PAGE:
# Thread: Differential equation - substitution

1. ## Differential equation - substitution

find the general solution (x+y)y' = (3y-x), where y(1)=2

I did the substitution y=ux

I solved to get: ln|v-1| - 2/(v-1) = -ln|x| + A

I then rearranged and introduced u=y/x back into the equation:

ln|y-x| - 2x/(y-x) = A

For y i get

y = Ce^(2x/(y-x)) + x

I'm not too confident about this solution however, if anyone could check and see if im right i'd appreciate it, and if I'm wrong highlight where you think ive made an error , thanks

2. ## Differential equation

Hello mitch_nufc
Originally Posted by mitch_nufc
find the general solution (x+y)y' = (3y-x), where y(1)=2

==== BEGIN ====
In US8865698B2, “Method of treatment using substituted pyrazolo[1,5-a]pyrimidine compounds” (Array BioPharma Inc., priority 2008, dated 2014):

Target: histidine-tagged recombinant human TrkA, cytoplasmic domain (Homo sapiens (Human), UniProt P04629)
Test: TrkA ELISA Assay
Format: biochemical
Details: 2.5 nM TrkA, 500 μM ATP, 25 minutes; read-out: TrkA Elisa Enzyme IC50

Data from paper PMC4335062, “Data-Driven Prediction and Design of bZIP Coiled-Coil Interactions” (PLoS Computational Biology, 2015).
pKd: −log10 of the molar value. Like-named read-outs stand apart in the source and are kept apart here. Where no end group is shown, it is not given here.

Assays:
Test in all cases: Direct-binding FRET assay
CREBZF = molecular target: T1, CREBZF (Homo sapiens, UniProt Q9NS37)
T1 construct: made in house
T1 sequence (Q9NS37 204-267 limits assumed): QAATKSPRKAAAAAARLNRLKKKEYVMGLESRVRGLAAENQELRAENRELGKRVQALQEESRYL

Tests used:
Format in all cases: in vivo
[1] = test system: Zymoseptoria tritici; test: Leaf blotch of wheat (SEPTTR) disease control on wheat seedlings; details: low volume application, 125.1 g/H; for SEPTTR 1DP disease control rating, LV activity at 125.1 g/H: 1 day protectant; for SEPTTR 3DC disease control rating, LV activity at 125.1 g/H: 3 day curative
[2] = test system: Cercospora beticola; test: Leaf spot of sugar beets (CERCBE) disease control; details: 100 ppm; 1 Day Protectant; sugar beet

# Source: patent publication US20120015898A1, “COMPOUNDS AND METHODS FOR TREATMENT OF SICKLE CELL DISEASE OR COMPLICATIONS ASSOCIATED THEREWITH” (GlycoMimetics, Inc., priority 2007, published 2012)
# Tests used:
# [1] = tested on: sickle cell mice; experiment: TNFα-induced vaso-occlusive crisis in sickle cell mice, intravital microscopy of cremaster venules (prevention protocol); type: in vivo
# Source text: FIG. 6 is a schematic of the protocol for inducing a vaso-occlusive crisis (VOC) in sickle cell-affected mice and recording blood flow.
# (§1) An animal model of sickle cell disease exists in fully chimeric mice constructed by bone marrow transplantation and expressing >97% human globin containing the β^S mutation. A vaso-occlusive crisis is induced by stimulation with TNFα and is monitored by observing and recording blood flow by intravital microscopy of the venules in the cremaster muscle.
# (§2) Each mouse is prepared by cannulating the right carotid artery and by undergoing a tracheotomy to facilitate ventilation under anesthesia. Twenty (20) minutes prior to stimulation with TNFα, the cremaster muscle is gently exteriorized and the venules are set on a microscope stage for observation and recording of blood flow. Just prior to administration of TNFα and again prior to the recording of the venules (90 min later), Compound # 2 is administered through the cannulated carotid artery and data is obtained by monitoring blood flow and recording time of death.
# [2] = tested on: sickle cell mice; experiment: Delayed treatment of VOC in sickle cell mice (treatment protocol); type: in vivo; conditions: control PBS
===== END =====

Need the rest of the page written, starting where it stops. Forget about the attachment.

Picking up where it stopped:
I did the substitution y=ux

I solved to get: ln|v-1| - 2/(v-1) = -ln|x| + A

I then rearranged and introduced u=y/x back into the equation:

ln|y-x| - 2x/(y-x) = A

For y i get

y = Ce^(2x/(y-x)) + x

I'm not too confident about this solution however, if anyone could check and see if im right i'd appreciate it, and if I'm wrong highlight where you think ive made an error , thanks
Yes, that looks OK to me. I differentiated your result, eliminated the term in $Ce^{\frac{2x}{y-x}}$, and got back to the original differential equation.

Incidentally, you can use $y(1) = 2$ to get $C = e^{-1}$.

3. Hello, mitch_nufc!

Find the general solution: . $(x+y)y' \:=\: (3y-x),\;\;\text{ where }y(1)=2$

I did the substitution: $y = vx$

I solved to get: . $\ln|v-1| - \frac{2}{v-1} \:=\: -\ln|x| + A$

I then rearranged and introduced $v=\tfrac{y}{x}$ back into the equation:
. . $\ln|y-x| - \frac{2x}{y-x}\:=\: A$

For $y$, i got: . $y \:= \:Ce^{\frac{2x}{y-x}} + x$ . . . . So did I!

Ya done good!

Now use that initial condition to determine $C.$